In 1798 or 1799 I was sent to Mr. Swanston's school, to learn writing and arithmetic. In winter I was in his school, and Mr. Fraser's from eight in the morning till 2 p. m., without any interval of repose; and in summer from 7 a. m. till 4 and often till 6 p. m., with only one hour, from 9 to 10 a. m., for breakfast. Add to this labor lessons to prepare in the evenings, a constant feeling of inanition, especially during winter, cold feet and thin clothing, with no object in the world in my lessons to interest me, and it may well be conceived how the state of sin and misery brought on man by the fall was to me a palpable, undeniable, experienced reality. A few explanations will throw light on the causes of these sufferings. Too much cerebral action, and a close, ill-aired bedroom, with three besides myself in it, made me in the morning low, listless, irritable, and without appetite. My mother had been taught that oatmeal-porridge and buttermilk were the best food for children for breakfast. The buttermilk was bought in large quantities from dairymen's carts in the street. Frequently it was not fresh when bought, and it daily became more acid when kept. To my delicate stomach it often tasted like vinegar, and I revolted at the porridge. In my mother's eyes this was fastidious delicacy of taste, and she ordered the porridge to be kept for my dinner. I received a penny to buy a roll for my mid-day sustenance. At that time the quartern loaf ranged from a shilling to twenty pence in price, and the penny roll was a small morsel for a young, hungry, growing boy. On going out, however, I bought the roll at the first shop—there was one close by my father's gate. I ate it dry, and had no more food till half-past two, when I came home to dinner. My mother was not so severe as she had threatened to be, for she gave me a dinner that I could eat; but she never failed to have the porridge served in the morning. In all this she was actuated by a sense of duty alone, for she was ever aiming at our welfare. Ignorance was the rock on which her kindest endeavors were wrecked, and she was not to be blamed for not knowing what nobody else in her rank, or, so far as I have yet discovered, in any other rank of life, then knew. The cold feet and thin clothing were the consequence of my own self-willed ignorance. She pressed flannel underclothing on me, but because it irritated my excessively sensitive skin I rejected it, and pleaded that it was good for me to learn to be hardy in my youth, to prepare for the trials and exposures of manhood: this was listened to, and the flannel was not forced on me. In the school, and in the West Church especially, in which in those days there were no stoves, I often sat chilled like an icicle, and my only surprise is how I survived so much irrational treatment and stupid conduct.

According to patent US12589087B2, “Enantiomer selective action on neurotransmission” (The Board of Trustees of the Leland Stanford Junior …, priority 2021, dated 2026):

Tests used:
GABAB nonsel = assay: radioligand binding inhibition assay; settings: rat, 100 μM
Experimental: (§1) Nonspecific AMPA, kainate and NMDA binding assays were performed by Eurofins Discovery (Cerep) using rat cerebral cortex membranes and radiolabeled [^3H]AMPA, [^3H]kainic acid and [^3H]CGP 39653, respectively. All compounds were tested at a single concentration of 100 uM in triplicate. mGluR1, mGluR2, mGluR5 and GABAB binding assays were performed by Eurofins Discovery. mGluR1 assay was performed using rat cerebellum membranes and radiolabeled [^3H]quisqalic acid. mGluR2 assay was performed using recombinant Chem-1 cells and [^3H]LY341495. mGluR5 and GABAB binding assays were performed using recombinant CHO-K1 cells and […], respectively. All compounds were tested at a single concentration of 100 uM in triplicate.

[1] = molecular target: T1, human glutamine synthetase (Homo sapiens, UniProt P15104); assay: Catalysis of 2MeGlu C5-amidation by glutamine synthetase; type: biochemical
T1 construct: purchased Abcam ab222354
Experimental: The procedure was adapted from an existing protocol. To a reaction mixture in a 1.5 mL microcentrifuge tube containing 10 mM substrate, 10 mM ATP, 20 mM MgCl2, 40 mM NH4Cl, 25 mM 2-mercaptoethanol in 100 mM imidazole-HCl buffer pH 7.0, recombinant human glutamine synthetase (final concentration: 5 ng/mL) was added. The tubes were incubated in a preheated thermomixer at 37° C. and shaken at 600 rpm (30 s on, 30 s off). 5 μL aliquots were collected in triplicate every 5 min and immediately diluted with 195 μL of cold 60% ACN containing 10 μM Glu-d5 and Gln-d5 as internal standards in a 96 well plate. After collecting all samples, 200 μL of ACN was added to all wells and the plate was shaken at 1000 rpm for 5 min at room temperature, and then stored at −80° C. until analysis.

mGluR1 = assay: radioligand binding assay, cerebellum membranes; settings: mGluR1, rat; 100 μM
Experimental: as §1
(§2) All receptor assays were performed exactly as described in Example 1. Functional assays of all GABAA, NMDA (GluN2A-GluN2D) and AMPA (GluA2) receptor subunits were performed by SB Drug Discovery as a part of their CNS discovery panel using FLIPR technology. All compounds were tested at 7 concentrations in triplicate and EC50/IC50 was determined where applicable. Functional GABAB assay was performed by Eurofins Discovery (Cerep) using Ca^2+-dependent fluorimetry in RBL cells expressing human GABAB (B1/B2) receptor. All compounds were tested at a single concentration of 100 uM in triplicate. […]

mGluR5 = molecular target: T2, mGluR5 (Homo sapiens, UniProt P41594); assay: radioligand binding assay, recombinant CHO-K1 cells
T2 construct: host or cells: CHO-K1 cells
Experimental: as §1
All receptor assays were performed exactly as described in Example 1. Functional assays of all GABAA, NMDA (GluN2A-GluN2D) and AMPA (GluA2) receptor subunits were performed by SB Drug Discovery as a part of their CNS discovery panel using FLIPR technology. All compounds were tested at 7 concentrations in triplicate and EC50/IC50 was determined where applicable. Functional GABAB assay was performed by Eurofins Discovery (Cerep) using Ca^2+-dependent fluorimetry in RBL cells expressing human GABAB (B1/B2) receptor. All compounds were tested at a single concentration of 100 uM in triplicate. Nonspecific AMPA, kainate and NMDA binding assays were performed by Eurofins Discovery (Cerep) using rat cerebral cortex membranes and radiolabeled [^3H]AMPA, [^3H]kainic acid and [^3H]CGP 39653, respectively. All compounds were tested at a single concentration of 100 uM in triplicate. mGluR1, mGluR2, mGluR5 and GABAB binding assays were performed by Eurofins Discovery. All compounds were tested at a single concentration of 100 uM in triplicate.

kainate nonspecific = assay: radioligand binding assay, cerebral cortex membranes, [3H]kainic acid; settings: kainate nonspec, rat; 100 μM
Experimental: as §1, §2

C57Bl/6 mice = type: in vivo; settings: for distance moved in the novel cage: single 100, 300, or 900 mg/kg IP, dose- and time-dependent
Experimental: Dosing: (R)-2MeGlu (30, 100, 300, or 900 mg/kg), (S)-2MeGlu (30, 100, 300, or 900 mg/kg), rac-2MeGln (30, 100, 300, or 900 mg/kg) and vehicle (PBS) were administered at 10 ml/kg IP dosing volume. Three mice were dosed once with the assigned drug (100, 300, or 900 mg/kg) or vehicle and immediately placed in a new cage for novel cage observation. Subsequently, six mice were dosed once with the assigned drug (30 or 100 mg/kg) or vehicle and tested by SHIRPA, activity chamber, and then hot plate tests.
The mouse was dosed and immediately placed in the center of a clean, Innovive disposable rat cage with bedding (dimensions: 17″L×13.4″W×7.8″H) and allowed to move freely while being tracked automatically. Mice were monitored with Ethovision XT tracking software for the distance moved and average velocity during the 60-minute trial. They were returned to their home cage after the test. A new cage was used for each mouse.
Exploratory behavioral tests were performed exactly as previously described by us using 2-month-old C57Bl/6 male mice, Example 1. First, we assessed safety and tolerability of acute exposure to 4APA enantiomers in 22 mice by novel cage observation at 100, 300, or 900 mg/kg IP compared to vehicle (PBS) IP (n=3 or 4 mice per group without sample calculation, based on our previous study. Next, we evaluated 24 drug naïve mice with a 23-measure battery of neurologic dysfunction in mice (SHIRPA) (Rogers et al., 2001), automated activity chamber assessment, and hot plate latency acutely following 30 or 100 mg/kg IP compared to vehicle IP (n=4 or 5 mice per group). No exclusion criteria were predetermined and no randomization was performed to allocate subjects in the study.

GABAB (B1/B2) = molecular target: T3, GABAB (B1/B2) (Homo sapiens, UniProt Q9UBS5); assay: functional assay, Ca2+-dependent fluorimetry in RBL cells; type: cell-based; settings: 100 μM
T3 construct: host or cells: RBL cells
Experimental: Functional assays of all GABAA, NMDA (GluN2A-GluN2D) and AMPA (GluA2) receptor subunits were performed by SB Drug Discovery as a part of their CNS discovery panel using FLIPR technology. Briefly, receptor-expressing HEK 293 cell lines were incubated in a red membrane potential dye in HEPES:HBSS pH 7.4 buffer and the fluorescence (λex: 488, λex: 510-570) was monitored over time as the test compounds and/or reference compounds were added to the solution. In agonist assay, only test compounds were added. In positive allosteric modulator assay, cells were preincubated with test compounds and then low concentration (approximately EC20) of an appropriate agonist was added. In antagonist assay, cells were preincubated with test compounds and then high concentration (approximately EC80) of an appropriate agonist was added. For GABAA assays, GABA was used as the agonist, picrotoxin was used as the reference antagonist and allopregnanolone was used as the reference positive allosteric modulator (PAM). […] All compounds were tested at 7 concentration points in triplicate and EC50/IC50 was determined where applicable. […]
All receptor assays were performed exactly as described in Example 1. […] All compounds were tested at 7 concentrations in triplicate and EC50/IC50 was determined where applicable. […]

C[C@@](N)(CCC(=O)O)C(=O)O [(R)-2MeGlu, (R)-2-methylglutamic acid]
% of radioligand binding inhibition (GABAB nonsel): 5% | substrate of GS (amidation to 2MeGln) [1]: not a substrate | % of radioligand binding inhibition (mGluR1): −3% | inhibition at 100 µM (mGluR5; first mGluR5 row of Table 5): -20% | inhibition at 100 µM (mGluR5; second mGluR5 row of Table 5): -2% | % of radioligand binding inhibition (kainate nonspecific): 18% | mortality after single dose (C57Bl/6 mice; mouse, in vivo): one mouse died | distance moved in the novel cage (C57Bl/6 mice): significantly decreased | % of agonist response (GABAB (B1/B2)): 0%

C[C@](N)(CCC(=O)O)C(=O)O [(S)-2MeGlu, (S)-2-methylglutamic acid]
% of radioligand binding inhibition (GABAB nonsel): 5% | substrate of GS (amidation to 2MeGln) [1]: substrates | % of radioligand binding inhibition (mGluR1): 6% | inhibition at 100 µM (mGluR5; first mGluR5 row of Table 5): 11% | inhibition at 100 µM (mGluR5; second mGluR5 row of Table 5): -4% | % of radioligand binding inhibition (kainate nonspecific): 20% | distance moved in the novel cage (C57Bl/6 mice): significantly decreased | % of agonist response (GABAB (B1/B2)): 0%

My constitution, which must have been originally strong, suffered permanent deterioration from all these injurious influences. The bones were imperfectly developed; and bent clavicles and a slight distortion of the spine, with chronic irritability of the mucous membrane of the lungs, were the consequences. The benches of the High School had no backs, but some of them stood close to the walls. I suffered greatly from inability to sit upright, during the long hours of confinement, on the seats away from the wall; and have no doubt that then and there the distortion of the spine was produced. I often abstained from getting up to the third "form" because the fourth stood next the wall and supported my back!